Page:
We revisited data related to the 1456 seismic crisis, the largest earthquake to have ever occurred in peninsular Italy, in search of its causative source(s). Data about this earthquake consist solely of historical reports and their intensity assessment.

Because of the age of this multiple earthquake, the scarcity and sparseness of the data, and the unusually large damage area, no previous studies have attempted to attribute the 1456 events to specific faults. Existing analytical methods to identify a likely source from intensity data also proved inappropriate for such a sparse dataset, since historical evidence suggests that the cumulative damage pattern contains at least three widely separated events.

We subdivided the 1456 damage pattern into three independent mesoseismal areas; each of these areas falls onto east–west tectonic trends previously identified and marked by deep (>10 km) right-lateral slip earthquakes. Based on this evidence we propose (1) that the 1456 events were generated by individual segments of regional east–west structures and are evidence of a seismogenic style that involves oblique dextral reactivation of east–west lower crustal faults; (2) that each event may have triggered subsequent but relatively distant events in a cascade fashion, as suggested by historical accounts; hence (3) that the 1456 sequence reveals a fundamental but unexplored mechanism of tectonic deformation and seismic release in southern Italy. This style dominates the region that lies between the northwest–southeast system of large extensional faults straddling the crest of the southern Apennines and the buried outer front of the chain.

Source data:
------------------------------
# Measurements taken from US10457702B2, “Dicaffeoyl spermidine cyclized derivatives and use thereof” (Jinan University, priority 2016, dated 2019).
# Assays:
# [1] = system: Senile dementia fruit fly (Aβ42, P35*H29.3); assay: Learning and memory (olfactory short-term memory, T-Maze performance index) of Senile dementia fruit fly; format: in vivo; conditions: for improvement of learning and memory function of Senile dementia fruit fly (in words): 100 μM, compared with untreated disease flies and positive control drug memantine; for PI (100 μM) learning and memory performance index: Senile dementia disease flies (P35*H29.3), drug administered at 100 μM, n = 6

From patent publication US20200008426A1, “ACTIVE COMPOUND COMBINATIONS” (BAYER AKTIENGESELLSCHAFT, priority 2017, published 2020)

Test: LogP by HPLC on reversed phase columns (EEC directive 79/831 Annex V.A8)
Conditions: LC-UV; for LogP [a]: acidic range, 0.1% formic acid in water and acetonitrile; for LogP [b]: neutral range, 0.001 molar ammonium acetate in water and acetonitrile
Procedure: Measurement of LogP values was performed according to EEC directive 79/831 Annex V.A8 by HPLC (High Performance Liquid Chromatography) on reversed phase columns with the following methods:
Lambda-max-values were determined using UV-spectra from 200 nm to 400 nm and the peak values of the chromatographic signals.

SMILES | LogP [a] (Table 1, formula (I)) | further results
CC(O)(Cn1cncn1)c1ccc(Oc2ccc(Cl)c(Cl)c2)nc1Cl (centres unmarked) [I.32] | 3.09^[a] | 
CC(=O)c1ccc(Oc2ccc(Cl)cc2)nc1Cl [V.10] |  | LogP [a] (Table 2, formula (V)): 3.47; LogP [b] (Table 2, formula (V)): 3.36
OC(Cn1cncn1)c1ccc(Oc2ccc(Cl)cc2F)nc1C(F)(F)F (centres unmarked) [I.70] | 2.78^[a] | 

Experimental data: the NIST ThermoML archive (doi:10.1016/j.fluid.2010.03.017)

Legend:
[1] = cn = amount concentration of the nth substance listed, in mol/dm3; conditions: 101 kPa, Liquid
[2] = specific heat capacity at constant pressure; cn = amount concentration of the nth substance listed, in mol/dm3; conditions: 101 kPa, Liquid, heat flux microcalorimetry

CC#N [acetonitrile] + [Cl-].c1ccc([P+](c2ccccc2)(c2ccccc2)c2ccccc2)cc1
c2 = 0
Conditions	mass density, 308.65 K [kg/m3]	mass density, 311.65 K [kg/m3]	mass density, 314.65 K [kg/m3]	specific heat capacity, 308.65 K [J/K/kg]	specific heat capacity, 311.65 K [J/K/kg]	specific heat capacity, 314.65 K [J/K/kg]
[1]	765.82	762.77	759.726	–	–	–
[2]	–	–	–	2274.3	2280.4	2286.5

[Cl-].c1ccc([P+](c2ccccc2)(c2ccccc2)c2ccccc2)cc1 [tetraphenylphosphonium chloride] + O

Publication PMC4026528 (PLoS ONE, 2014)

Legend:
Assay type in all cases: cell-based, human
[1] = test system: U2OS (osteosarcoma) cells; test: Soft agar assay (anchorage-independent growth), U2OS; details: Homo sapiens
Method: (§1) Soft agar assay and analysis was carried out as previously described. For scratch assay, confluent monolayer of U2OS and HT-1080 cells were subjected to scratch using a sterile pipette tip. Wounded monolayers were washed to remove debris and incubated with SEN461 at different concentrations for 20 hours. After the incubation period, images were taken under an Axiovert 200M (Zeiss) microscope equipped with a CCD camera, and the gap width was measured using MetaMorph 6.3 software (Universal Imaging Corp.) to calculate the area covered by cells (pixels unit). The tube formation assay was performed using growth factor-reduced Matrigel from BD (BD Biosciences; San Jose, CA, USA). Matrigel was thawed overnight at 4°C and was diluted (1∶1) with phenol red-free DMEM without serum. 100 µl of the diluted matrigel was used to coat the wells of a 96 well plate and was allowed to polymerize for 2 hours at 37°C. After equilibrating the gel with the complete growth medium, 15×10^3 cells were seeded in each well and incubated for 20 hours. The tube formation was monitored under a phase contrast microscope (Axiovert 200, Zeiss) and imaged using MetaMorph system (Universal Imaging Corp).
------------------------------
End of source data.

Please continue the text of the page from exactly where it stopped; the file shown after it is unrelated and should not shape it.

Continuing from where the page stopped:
Although the quality of the available information concerning the 1456 earthquake is naturally limited, we show that the overlap of the damage distribution, the orientation and characteristics of regional tectonic structures, the seismicity patterns, and the focal mechanisms all concur with our interpretations and would be difficult to justify otherwise.

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